SDXC slot with UHS-I support
                                
Networking
Intel® I219-LM 10/100/1000 Mbps Ethernet
Intel® Dual Band Wireless-AC 8260 soldered-down, (IEEE 802.11ac 2x2, Bluetooth* 4.2, internal antennas, Intel® Wireless Display 6.0)
          
Power Adapter
19V, 120W AC-DC power adapter
                                
Additional Features
OS certs: Microsoft Windows® 10, 8.1, 7 logo’d
OS compatibility: compatible with various Linux* distros
Kensington* lock with base security
3-year warranty
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Ertew
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« Reply #6 on: July 02, 2016, 04:19:31 PM »

Compact and very nice laptop-like board.
I should put it into my project instead of rPi, but the price is well above my limits.
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haiku
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« Reply #7 on: July 22, 2016, 03:33:48 PM »

Done some work on the heatsink and the keyboard, last thing left to do now is finish designing the case which is taking way longer than I thought it would. I keep changing my mind how I want the two halves of the device to connect, I can't just design a hinge like a normal laptop since the screen needs to rotate so I can use it with the tablet on the back of the keyboard.

Haven't got any photos of the new heatsink right now so keyboard update first:
The plan for the keyboard was to have as many mechanical keys as I could comfortably fit plus two "joystick" keys and two more keys on the back to act as triggers. The joysticks and triggers were so it would feel more like a hand held device than strictly just a laptop. I've ended up going with Cherry MX brown switches and two 5 way joystick switches.

The base plate is lazer cut from aluminium and has the special feature of only letting you insert keys in sideways since I messed up on the template.



Used Geekhack enablers to make things a bit easier, this was the first time I'd tried making a keyboard and I thought they'd make things a bit easier.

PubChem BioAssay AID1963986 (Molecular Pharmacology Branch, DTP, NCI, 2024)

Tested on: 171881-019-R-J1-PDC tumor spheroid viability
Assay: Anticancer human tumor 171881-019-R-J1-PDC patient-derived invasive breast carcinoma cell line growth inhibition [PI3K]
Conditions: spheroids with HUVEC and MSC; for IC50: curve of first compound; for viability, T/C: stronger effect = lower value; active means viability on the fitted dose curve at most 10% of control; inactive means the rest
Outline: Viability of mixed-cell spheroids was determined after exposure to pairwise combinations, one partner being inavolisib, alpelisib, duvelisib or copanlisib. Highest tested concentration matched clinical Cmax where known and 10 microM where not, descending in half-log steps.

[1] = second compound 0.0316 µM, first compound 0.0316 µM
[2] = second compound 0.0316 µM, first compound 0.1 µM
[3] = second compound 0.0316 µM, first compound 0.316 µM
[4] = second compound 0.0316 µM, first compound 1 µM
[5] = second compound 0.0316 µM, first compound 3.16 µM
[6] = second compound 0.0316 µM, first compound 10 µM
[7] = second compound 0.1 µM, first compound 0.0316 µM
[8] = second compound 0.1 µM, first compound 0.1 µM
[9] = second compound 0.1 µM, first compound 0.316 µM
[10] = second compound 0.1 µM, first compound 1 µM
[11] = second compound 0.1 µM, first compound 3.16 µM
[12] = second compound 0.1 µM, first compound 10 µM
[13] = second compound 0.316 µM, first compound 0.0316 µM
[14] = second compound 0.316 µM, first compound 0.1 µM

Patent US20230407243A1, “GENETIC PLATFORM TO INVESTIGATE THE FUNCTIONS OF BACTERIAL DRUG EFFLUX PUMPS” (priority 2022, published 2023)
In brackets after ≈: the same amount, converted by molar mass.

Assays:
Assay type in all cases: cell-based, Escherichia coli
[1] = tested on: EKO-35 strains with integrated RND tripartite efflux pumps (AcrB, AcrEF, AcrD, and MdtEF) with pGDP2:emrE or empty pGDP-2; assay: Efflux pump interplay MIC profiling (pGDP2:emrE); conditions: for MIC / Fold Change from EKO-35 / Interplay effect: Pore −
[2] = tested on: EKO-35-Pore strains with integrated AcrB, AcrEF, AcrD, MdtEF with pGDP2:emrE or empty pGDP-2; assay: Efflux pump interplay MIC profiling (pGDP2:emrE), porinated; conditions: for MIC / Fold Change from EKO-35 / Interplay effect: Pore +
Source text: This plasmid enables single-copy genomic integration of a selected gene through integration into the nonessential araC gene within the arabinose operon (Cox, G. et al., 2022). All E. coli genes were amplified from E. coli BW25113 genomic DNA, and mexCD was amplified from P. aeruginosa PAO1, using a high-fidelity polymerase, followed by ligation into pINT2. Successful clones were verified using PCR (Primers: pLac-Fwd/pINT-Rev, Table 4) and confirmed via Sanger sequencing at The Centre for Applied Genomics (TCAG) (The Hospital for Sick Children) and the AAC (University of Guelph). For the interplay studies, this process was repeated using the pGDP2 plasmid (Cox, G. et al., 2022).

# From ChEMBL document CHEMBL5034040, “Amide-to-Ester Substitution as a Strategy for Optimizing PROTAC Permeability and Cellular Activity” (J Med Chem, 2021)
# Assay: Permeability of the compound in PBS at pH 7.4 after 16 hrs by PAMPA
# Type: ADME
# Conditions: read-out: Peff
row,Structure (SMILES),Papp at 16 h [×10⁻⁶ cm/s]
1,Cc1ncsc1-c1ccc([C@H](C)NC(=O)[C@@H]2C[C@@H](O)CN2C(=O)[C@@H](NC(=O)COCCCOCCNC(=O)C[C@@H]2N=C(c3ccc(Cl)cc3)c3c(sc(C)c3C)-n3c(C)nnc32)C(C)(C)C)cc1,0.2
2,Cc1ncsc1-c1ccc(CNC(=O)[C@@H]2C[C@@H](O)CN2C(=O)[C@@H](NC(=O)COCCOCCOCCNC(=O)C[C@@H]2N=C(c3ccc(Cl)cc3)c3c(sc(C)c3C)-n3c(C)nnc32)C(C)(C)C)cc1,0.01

Fortunately nothing went horribly wrong when putting everything together, just a few dead diodes and loose connections which were fairly easy to fix. With hindsight I should have used single core wire for everything, would have made things a little easier. Here's an image of what everything looks like connected up to the Teensy.



Theres lots of unconnected wires coming from the Teensy just incase I decide to add LEDs later on. I wouldn't be able to get to the pins on the under side of the board without desoldering a bunch of stuff otherwise.

Most of the custom keyboards I've seen build logs for ended up using something like TMK for the firmware to make their keyboards actualy work. I decided to program the Teensy from scratch partly becuase I wanted to figure it out myself and partly becuase my keyboard has joysticks which would have been tricky to work into TMK. It was easy to get single keypresses working, slightly harder with multiple keypresses along with modifier keys, but in the end it sorted itself out and I've now got a fully working keyboard.

I made sure to work keymaps and macros into the firmware so I can change the layout of the keyboard on demand and run scripts. Should make the tiny keyboard a little more usable given it's size.
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sinusoid
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« Reply #8 on: July 27, 2016, 01:20:35 AM »

Oh wow...  Cheesy

Micro-laptop with guts hanging on standardized connectors, this is brilliant! I was pondering something similar, but a bit bigger - ended up sourcing a ThinkPad X61 tablet screen @ 1400x1050, 12 inches. The digitizer is built in, so it has about 3mm bezel on each side. Was still on the cliff regarding hardware, I started carving a mITX board for that, since that's the smallest thing I found at the time that still carried enough processing power for actual work.

Big thumbs up for not optimizing this for thinness. That's a load of a sandwich  Grin